10 Ways Your Hospitality Business Can Reduce Food Waste

Posted by Maria Sanu / 22-Jun-2022

Chinese hotels food waste

For any business, the need to reduce its carbon footprint has become more of a societal pressure than ever before. 

A lot of businesses have come under scrutiny for what they contribute to the environment and so efforts have been made by many, to reduce the impact they’re having on things like climate change and counteracting it with eco-friendly practices.

As a hospitality business, food waste is an issue that can be managed more effectively with the right approach. In this article, you’ll learn about the effect that food waste has on our environment and how businesses can reduce the food they waste in general. 

If we all make an active contribution to reducing waste in general, we can provide a better environment for all future generations.

Download our free guide to read our six lessons learned from working with  hundreds of kitchens to reduce food waste 

The damage that food waste has on the environment

According to WWF as it’s commonly referred to, around one-third of the world’s food goes to waste. That equates to around 1.3 billion tons of food, food that could certainly be reduced if more of an active effort is made.

The problem with this food waste is that it goes beyond a societal or humanitarian issue. It’s an environmental one that causes greenhouse gas emissions, dangerous to the world around us. Around 6-8% of all human-caused greenhouse gas emissions would be reduced if we made efforts to stop wasting food.

However, whilst we want to believe that everyone’s doing their part, that’s not the case. Data from AHLA found that in the US alone, 63 million tonnes of food are wasted and 40% of that comes from consumer-facing businesses aka, the hospitality industry. With that being said here are some ways hotels can reduce their food waste.

1. Engage your teams to be active in reducing waste.

It’s important that your team is involved in the initiative to reduce food waste. They may have helpful insight into the best practices for reducing said waste. Alternatively, you can provide educational resources and campaigns that you run on the premises to actively help reduce any waste that occurs.' Food waste data collected in a kitchen can help drive behavioural change to reduce food waste in the kitchen. Winnow's AI system - Winnow Vision, measures what goes into the bin, and provides the team with daily weekly and monthly reports.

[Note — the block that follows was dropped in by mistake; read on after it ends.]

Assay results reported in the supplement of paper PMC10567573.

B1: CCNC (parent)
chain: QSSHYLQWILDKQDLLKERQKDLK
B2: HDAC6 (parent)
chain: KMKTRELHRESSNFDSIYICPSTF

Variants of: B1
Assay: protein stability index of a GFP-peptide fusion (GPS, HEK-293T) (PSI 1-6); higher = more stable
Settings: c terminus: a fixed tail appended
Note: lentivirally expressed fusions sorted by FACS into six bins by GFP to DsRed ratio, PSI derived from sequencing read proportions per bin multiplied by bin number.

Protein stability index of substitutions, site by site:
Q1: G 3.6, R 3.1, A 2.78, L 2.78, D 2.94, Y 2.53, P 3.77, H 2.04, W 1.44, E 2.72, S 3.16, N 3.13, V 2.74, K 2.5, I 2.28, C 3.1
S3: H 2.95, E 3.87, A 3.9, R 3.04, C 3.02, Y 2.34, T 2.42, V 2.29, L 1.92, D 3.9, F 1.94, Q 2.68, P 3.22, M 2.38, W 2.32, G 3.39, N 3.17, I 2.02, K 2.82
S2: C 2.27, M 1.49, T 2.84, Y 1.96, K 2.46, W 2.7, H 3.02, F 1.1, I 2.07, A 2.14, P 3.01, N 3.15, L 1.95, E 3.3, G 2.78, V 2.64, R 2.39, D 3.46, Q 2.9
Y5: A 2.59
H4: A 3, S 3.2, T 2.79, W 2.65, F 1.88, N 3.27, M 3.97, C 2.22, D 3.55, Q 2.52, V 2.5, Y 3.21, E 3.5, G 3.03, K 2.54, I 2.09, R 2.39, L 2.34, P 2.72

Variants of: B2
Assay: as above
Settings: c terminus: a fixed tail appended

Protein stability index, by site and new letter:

You’d be surprised at how many people will want to help, especially when presented with the harrowing statistics over waste and its impact on our world. Your employees can only help in this mission to reduce waste if you yourself are putting the tools in place to make it happen.

Check out how to successfully engage your kitchen team in food waste reduction

2. Look at your current business operations to spot any problems.

When it comes to your business operations, it’s always a good idea to assess what’s in place and how these might influence the efforts being made to reduce waste. For example, reviewing how food is stored to how it’s prepared and finding out what happens with leftover food. 

Assessing the business operations as it stands can paint an accurate picture of what changes need to be made. The reports provided by Winnow on a daily, weekly and quarterly basis provides different layers of granularity for different roles such as chefs, general managers and operations heads. 

Identifying these issues is the first step to making any active progress. You could say you have a waste problem but until you understand what that means in relation to your business, you won’t know what needs to be tackled first. 

3. Avoid over-ordering stock that could go to waste with demand analysis.

It’s important to make considerations when it comes to stock ordering, especially when it’s easy to over-order. A good way of combating this is by conducting demand analysis. Sometimes, there can be unexpected demand for certain products, take the toilet-roll-gate of 2020 as a prime example.

In hospitality, the same demand can happen at times, whether that be a surge of bookings around the holidays to random events that influence the sale of more products in a short space of time. Demand analysis can help you figure out what it is you need as and when you need it, rather than having to order blindly as a business.

4. Consider how you stock inventory and stock-rotate properly.